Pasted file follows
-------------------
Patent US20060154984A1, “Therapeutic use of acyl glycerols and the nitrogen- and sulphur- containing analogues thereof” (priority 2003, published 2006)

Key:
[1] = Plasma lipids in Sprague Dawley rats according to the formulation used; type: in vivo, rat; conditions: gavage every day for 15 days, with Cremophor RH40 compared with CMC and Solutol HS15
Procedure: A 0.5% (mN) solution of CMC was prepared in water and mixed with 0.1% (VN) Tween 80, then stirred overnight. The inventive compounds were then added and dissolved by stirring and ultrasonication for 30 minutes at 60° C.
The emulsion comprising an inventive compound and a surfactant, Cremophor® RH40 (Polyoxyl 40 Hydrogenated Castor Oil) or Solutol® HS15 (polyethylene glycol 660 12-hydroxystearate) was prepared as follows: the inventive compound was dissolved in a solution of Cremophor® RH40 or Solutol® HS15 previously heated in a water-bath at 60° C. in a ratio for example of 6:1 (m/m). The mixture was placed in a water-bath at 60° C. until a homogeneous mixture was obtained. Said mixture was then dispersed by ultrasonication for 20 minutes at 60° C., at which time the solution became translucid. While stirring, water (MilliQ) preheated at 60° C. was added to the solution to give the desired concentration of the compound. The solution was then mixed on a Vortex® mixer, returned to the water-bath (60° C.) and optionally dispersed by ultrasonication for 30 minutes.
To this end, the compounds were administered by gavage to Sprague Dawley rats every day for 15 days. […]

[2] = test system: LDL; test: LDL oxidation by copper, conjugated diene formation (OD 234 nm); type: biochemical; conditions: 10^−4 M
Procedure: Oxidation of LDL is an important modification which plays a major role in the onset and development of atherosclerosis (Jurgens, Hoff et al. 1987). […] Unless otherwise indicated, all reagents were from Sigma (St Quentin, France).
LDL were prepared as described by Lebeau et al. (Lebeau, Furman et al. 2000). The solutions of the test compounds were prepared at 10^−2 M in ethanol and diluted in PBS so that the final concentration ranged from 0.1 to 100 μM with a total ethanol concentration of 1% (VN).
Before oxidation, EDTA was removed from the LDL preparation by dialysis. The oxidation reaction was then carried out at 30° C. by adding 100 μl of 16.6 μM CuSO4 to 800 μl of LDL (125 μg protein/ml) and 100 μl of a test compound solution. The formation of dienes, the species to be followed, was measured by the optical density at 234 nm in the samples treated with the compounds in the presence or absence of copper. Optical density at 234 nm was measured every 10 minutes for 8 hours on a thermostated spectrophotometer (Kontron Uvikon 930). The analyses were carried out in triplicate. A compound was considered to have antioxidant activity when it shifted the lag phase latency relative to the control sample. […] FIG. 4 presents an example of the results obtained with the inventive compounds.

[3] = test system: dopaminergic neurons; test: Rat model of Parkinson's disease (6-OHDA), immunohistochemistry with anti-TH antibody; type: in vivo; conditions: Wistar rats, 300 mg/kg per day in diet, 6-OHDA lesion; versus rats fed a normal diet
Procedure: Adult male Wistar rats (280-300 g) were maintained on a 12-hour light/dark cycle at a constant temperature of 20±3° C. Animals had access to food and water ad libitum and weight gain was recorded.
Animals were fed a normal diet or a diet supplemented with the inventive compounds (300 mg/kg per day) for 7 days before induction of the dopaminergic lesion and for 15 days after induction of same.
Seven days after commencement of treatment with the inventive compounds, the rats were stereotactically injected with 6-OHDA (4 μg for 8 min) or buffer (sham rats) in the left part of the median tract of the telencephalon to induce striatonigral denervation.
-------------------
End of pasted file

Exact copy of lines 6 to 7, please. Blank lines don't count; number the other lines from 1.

To this end, the compounds were administered by gavage to Sprague Dawley rats every day for 15 days. […]

[2] = test system: LDL; test: LDL oxidation by copper, conjugated diene formation (OD 234 nm); type: biochemical; conditions: 10^−4 M